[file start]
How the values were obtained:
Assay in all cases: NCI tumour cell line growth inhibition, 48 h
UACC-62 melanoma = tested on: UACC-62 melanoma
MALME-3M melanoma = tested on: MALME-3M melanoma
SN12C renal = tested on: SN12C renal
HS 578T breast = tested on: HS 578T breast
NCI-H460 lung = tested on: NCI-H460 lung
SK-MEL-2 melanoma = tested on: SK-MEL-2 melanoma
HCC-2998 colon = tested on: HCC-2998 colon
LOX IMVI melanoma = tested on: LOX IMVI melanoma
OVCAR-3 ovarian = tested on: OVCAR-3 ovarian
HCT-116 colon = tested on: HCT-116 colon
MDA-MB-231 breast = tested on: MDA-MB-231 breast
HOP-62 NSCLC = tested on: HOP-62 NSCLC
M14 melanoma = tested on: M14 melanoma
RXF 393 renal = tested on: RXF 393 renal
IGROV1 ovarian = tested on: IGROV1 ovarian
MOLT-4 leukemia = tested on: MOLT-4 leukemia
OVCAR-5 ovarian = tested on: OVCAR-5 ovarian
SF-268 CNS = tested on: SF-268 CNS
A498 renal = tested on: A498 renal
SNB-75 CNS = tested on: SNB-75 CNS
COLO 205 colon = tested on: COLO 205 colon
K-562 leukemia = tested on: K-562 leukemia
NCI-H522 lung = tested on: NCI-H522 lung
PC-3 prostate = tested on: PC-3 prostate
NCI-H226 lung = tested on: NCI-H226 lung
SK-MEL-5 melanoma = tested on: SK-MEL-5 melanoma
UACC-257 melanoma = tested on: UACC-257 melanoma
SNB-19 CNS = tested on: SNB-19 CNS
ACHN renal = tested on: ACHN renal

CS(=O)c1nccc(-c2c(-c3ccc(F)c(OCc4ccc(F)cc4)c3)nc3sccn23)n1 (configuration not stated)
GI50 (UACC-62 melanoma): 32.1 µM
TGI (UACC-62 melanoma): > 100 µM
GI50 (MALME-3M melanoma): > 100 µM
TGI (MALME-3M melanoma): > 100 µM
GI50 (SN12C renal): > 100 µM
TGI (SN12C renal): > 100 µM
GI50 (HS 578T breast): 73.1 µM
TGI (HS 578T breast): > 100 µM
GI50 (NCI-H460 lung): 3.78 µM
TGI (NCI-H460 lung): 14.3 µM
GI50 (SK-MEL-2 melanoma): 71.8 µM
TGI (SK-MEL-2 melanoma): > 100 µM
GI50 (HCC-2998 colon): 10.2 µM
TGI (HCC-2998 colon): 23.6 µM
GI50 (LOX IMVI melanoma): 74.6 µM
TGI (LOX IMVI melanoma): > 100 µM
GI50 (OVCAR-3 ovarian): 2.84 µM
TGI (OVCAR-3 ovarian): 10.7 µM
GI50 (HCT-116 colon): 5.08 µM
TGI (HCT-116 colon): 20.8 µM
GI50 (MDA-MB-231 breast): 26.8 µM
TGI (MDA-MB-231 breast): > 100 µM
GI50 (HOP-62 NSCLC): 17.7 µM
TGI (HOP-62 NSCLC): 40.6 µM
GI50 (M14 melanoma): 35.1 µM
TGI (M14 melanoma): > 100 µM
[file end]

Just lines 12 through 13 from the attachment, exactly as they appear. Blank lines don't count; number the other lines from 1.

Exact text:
HCT-116 colon = tested on: HCT-116 colon
MDA-MB-231 breast = tested on: MDA-MB-231 breast